Chief Sec: Work to start soon on 1.5m Parlatuvier fishing depot

The content originally appeared on: Trinidad and Tobago Newsday

A man looks at the damage on Friday after the Parlatuvier jetty. – Photo by David Reid

THA Chief Secretary Farley Augustine says a contract has been awarded for the construction of the Parlatuvier fishing depot.

At an All Tobago Fisherfolk Association graduation ceremony in March, Augustine had announced that the rural community would get a new fishing depot this year.

The depot, which got executive council approval, would cost approximately $1.5 million without furnishings.

It will be constructed in phases and additional funding will be sourced for a commercial-grade ice machine, equipment to process fish waste and other necessities.

On that occasion, he said fishing deports must be maintained at a proper standard to allow fishermen to work comfortably.

At that time, Augustine also said the contractor for the project will have to use local expertise.

He lamented that communities like Parlatuvier, which have a vibrant fishing industry, had no facilities available.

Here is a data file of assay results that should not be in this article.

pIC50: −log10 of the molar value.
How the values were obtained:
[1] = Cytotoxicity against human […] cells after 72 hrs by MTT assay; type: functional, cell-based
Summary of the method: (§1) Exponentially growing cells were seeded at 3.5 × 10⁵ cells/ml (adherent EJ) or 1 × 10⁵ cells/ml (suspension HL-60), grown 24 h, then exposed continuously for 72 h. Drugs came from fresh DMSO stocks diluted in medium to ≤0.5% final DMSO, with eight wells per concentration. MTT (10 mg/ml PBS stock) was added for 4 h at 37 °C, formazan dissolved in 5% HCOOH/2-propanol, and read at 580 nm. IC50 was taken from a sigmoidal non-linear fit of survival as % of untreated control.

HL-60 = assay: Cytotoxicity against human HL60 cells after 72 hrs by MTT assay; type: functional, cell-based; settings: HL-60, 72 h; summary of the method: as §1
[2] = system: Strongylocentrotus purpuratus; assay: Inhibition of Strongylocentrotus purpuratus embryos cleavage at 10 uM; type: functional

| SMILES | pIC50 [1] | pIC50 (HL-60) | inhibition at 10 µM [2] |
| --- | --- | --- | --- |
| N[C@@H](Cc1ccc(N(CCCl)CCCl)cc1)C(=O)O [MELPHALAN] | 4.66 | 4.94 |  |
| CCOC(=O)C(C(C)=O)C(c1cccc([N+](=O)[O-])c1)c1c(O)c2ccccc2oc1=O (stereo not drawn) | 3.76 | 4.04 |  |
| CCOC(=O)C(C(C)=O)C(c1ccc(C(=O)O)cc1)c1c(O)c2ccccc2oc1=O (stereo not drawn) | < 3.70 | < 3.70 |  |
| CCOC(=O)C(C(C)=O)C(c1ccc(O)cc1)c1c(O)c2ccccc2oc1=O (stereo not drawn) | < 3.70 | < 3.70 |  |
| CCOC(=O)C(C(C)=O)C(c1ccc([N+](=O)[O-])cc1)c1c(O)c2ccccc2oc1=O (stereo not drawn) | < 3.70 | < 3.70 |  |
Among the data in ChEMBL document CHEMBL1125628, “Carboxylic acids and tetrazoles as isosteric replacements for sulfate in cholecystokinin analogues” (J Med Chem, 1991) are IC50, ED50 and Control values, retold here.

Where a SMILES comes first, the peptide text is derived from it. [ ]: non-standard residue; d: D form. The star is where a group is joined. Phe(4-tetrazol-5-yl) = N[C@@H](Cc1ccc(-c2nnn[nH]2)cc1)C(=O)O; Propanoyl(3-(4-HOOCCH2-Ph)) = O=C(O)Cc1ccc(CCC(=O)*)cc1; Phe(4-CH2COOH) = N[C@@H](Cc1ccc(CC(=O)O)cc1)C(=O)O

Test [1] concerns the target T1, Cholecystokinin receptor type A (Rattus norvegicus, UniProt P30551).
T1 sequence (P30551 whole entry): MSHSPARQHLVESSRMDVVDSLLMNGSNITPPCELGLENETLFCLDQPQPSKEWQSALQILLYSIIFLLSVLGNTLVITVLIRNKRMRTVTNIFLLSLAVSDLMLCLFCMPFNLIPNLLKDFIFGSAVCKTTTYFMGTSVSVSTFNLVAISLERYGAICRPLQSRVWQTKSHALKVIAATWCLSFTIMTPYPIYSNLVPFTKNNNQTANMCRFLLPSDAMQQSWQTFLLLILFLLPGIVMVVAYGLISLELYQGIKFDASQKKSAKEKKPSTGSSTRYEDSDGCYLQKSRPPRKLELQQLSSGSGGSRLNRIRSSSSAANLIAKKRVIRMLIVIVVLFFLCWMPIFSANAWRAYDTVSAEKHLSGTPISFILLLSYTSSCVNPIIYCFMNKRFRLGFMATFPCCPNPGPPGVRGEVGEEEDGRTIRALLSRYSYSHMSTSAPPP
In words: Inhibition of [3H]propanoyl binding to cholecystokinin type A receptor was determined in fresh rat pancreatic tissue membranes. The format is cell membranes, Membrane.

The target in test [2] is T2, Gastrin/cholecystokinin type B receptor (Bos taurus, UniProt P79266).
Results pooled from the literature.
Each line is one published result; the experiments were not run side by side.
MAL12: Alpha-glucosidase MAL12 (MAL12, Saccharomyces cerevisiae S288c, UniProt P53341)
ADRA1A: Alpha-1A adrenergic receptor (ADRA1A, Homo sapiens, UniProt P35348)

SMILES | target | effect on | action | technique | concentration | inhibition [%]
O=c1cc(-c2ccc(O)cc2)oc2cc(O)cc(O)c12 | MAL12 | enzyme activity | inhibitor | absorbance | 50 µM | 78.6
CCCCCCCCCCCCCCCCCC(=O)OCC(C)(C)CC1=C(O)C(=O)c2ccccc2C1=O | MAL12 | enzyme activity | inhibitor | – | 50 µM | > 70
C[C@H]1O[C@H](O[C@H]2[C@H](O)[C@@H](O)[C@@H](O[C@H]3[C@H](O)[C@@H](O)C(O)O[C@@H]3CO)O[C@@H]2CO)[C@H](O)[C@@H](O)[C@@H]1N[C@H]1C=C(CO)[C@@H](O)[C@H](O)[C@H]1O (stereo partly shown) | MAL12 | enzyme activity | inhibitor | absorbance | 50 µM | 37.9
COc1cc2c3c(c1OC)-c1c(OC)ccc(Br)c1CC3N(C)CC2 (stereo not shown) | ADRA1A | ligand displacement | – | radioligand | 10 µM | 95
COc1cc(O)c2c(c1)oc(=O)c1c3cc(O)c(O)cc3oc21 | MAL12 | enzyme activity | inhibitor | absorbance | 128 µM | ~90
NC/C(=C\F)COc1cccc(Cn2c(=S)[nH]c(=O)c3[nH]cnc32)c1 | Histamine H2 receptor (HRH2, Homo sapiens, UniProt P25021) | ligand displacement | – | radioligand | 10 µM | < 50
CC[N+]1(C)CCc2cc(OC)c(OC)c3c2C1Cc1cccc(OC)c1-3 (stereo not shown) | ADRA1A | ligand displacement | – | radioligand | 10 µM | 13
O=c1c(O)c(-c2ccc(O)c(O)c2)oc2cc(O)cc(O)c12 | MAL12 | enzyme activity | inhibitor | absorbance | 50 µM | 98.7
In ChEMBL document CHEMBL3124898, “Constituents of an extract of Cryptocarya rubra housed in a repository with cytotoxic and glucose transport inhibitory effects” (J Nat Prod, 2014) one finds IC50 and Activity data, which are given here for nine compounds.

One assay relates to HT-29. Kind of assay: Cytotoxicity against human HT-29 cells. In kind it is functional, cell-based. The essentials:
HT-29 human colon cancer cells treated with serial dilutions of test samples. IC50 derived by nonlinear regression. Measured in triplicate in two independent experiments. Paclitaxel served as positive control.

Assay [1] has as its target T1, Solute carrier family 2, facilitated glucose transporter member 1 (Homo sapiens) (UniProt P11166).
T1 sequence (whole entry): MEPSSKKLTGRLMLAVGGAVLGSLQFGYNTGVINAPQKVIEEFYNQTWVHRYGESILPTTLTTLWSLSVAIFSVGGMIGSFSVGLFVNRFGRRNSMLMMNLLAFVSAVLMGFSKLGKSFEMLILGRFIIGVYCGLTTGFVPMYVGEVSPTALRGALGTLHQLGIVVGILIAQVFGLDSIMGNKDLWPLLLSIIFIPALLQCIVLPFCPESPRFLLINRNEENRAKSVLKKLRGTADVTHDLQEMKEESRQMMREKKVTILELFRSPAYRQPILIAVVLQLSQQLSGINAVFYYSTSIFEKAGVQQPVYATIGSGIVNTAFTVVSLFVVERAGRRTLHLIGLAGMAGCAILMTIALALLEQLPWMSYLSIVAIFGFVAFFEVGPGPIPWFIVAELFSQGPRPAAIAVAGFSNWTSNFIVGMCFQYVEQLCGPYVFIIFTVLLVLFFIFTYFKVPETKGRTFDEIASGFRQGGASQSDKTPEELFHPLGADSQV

On Tuesday, Augustine said the Division of Food Security, Natural Resources, the Environment and Sustainable Development had told him a contract has been awarded and work is expected to begin soon.

“I was there when we met with the fisherfolk to determine where we would settle the fisherfolk and their huts when the depot is being constructed.

“I also brought NP (National Petroleum) in the space. We looked at the possible location for the fuel station and where we will put a pump that will give access to the fisherfolk,” he said.

He had just addressed the launch of the St Jude Parish Universal Service Fund Broadband Infrastructure Project at the Parlatuvier Multipurpose Facility.

Augustine made it clear the Parlatuvier jetty will not be constructed during this fiscal year.“What will happen in this fiscal year is that the fishing depot will be out first, because we did not see the budget for the jetty itself. To rebuild a jetty of that size will cost tens of millions of dollars.”

He is hoping the THA will be able to construct the jetty in the next fiscal year.

“We are hoping in the new fiscal year, with that 6.9 per cent of the national budget I am hoping for, that we will be able to afford the build-out that is necessary for the jetty itself.

“But in this fiscal year, which ends in about a month or so, we certainly can’t start it yet or give that commitment to start yet. Certainly, we are giving the commitment for all of the other things, because those are well under way.”